Annulment vs. Divorce: Understanding the Key Differences
After some marriage, you might realize it’s not entirely what you expected. If you file for legal separation, common grounds can become challenging. But how do you decide to separate matters, there are different ways to go over the process. This article will discuss the main differences, advantages, and disadvantages of annulments and divorces.
Related: ‘How to Save a Marriage – 10 Actionable Steps‘
What is an annulment?
An annulment is a legal process in which your marriage is declared void. An annulment declares that no marriage ever happened. An annulment may be granted when the couple wed under dubious circumstances, under duress, with unsound mind, by those already married, or by those who were mentally ill.
A faulty divorce or voidable marriage can offer financial benefits. In addition, it makes child custody issues easier to handle. Void marriages, however, are rare. They require both parties to collaborate. Even if one of the parties is hesitant to do so, the court may nevertheless grant an annulment. In some jurisdictions, if there was fraud, mental illness, or physical incompetence, both parties may have to consent to an annulment. The legal dissolution of marriage is a good choice under limited circumstances, and it can make things like legal custody go significantly more smoothly.
The court may arrange a hearing to assess if the reasons for the annulment are legitimate if one party challenges it. Legal documents describing the reasons for the breakup may be needed if either spouse opposes to the divorce.
The Benefits of an Annulment
Marriage is declared invalid in the eyes of the law when common grounds for a legal annulment are established: An annulment claims that the marriage was never legal, in which case the parties return to their premarital status and are no longer considered as married.
- During the annulment process, there is generally no need for a waiting period, unlike the divorce process, where there is a period of time you will usually wait before being able to get the divorce papers ready.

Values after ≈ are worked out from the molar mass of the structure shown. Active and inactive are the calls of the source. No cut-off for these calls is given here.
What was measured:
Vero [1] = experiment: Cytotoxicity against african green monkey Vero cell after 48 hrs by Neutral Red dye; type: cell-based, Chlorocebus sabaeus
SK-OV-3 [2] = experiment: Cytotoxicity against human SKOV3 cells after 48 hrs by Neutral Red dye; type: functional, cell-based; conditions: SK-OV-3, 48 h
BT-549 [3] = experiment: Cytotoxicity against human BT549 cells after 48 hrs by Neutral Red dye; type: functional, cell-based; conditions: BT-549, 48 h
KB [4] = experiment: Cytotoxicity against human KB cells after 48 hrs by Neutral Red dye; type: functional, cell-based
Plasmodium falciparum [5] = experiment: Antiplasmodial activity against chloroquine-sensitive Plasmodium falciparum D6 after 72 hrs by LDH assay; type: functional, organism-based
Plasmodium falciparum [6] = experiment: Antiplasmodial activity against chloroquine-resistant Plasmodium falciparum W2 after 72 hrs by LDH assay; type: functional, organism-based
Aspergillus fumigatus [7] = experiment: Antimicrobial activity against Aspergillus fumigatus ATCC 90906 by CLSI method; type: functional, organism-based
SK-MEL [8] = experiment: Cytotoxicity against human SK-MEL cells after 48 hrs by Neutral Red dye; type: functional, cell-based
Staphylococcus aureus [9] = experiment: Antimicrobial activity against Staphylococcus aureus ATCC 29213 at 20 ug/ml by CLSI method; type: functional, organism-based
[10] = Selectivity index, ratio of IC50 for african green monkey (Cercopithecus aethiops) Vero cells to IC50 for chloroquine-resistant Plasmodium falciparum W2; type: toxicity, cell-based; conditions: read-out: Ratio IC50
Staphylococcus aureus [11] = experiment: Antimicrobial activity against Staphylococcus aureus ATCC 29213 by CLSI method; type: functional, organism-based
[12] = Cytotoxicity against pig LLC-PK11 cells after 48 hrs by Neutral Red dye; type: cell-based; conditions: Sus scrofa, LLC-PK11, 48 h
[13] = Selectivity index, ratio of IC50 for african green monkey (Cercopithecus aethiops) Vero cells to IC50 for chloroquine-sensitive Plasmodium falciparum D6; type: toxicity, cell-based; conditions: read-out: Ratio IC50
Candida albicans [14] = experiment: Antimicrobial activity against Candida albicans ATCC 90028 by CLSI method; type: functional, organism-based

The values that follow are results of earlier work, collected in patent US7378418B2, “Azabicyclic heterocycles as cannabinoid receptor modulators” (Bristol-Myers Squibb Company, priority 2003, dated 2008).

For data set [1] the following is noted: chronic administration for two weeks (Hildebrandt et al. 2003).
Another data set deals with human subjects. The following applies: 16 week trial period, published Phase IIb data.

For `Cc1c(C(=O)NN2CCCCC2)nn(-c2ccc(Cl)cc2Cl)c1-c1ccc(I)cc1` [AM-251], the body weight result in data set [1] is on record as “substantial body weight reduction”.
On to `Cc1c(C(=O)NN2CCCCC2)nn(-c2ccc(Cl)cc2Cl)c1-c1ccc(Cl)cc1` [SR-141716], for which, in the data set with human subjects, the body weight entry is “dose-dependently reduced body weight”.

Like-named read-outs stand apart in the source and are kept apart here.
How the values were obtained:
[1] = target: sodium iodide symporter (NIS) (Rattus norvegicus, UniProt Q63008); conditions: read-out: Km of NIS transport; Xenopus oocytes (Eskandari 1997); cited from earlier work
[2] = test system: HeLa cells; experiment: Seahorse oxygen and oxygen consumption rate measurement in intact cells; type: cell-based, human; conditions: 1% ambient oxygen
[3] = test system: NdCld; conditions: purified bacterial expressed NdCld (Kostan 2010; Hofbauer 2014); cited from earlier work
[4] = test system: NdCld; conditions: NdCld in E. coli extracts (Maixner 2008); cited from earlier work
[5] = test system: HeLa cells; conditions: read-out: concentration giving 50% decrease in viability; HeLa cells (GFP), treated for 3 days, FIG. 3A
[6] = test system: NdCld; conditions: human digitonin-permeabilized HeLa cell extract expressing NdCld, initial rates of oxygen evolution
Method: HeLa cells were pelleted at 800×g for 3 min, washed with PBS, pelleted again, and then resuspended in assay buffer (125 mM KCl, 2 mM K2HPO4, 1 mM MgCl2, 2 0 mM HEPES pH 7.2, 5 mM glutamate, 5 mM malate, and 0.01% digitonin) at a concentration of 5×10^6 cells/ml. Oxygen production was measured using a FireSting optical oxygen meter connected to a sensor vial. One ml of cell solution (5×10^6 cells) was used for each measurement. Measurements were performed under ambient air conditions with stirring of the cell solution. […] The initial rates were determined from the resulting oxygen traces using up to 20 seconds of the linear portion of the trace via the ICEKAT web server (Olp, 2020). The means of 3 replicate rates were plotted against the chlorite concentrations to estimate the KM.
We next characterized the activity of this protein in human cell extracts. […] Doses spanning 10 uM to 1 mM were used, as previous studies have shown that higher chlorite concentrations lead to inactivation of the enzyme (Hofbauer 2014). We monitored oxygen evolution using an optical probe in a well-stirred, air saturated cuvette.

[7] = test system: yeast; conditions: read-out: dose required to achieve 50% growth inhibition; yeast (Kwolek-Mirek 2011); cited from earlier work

- When there is a dissolution of marriage, there is no need to distribute any assets or property because the marriage is not legally recognized.
- Neither party is required to pay alimony to the other as a result of the invalidity of the marriage. While alimony is part of the grounds for annulment, there are other financial benefits, like no division of property and no legal requirements to split marital property or pension plans.
- Information about the case might not be as readily available as in a divorce since annulments are typically granted under restricted circumstances.
- Some people may choose annulment over divorce since it does not carry the same societal shame. In this sense, religious annulments are often purposed to void marriages to eliminate societal shame.
- Some people may decide against divorcing for religious reasons and opt for annulments. Divorce and annulment are both viewed as sins in several faiths.
Related: ‘What is Alimony? – Definition, Types, and Eligibility‘
What Drawbacks do Annulments Have?
- Only under specific circumstances, like fraud, duress, bigamy, and mental disability, is annulment viable.
- It could be challenging to prove the necessity for an annulment, and you might require evidence like medical documents, an expert opinion, and witness testimony.
- An annulment request can be time-consuming and expensive because it requires hiring an attorney and going to court.
- The parties might not have the same legal rights and advantages as in a divorce since the marriage is void. They could not be eligible for alimony or an inheritance, for instance.
- Contrary to a divorce, an annulment does not cause a legal separation. There is no need for a separation because the couple is assumed to have never been married.
- Some may view an annulment as a social embarrassment and an indication that the marriage has failed.
- In some jurisdictions, children born during an annulled marriage may be considered illegitimate. This may significantly impact the children’s rights and benefits, and connection with their parents.
- Other jurisdictions could not accept an annulment obtained in another state. This might lead to confusion and legal problems, particularly regarding property rights, child custody and support, and other legal difficulties.